Anglers who catch saltwater fish talk about eating a fish right after they reel it in, but if you are inland, can you eat trout raw? You can in a pinch, but it’s not the best idea since trout are freshwater fish.
Freshwater fish like most types of trout have higher rates of carrying parasites when compared to saltwater fish. Eating any raw fish carries a risk of illness, but saltwater fish are a safer choice. Scientists recommended that you freeze any fresh fish for at least a week to kill all bacteria and parasites living in them.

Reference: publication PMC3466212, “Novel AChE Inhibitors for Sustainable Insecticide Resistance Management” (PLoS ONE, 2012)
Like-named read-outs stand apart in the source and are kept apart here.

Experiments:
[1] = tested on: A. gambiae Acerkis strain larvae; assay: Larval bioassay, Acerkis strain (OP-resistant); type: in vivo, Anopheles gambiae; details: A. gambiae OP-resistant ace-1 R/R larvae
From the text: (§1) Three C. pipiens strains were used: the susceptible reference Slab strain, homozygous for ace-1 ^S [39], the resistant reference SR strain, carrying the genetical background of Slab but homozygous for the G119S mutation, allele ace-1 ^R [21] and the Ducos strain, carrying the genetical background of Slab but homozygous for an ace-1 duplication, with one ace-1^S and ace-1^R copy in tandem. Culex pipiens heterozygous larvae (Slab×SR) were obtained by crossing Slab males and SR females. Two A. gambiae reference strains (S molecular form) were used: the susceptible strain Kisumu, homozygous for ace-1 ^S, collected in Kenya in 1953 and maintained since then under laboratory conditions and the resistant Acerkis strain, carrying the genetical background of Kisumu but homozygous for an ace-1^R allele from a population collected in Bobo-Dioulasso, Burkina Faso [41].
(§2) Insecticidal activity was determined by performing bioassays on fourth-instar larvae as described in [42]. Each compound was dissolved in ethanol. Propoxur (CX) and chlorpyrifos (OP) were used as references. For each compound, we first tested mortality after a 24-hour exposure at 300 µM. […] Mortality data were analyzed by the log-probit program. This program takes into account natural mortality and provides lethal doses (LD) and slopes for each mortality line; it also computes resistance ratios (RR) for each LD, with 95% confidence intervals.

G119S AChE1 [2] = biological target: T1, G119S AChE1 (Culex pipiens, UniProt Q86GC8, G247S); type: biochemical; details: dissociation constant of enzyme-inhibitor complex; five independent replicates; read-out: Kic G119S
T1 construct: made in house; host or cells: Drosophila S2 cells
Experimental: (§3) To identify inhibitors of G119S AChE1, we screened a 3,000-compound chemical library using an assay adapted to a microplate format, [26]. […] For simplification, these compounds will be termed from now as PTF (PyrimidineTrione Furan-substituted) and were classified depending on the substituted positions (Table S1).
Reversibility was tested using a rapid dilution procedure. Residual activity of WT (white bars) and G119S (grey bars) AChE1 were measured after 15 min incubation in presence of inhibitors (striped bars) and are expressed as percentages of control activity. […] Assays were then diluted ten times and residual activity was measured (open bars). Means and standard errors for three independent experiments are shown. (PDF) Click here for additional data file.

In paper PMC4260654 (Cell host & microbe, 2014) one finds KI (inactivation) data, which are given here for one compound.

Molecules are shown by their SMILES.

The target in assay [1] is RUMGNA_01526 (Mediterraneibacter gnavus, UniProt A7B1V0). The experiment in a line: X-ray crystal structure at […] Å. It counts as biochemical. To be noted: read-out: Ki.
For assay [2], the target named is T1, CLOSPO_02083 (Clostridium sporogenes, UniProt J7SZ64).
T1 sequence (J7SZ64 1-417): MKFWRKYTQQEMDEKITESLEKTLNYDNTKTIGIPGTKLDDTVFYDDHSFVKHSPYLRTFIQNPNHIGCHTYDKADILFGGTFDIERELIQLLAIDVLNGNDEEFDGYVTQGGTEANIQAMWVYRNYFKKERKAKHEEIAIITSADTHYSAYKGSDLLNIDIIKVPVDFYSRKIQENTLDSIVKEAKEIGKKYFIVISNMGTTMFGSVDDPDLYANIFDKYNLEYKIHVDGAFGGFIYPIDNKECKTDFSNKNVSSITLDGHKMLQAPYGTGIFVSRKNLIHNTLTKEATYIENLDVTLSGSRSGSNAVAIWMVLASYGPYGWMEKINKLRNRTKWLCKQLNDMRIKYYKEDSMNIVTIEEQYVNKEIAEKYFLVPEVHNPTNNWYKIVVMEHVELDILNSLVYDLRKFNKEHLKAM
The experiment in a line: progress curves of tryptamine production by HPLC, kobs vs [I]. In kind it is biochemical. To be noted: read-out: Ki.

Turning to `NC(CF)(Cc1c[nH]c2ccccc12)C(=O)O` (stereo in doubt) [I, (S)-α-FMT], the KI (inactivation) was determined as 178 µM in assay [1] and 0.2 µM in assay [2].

You can use trout in ceviche since it uses citric acid to “cook” the meat, but even this method is not guaranteed to kill all bacteria and parasites.
How to Cook Trout
First, clean your trout. Let it bleed out and then pull out its insides. Wash the fish before you cut it into fillets. Take time to remove as many bones as you can so you don’t have to worry about choking on them.
At this point, you should be able to inspect the fillets for parasites. If any part of the fish looks strange, don’t eat it. It’s better to catch another fish than to risk food poisoning by eating rotten or damaged flesh.
You can cook your trout over a campfire or on a stovetop. The best way to know that your trout is done is by texture or how easily it flakes with a fork. It stays very moist unless it gets overcooked.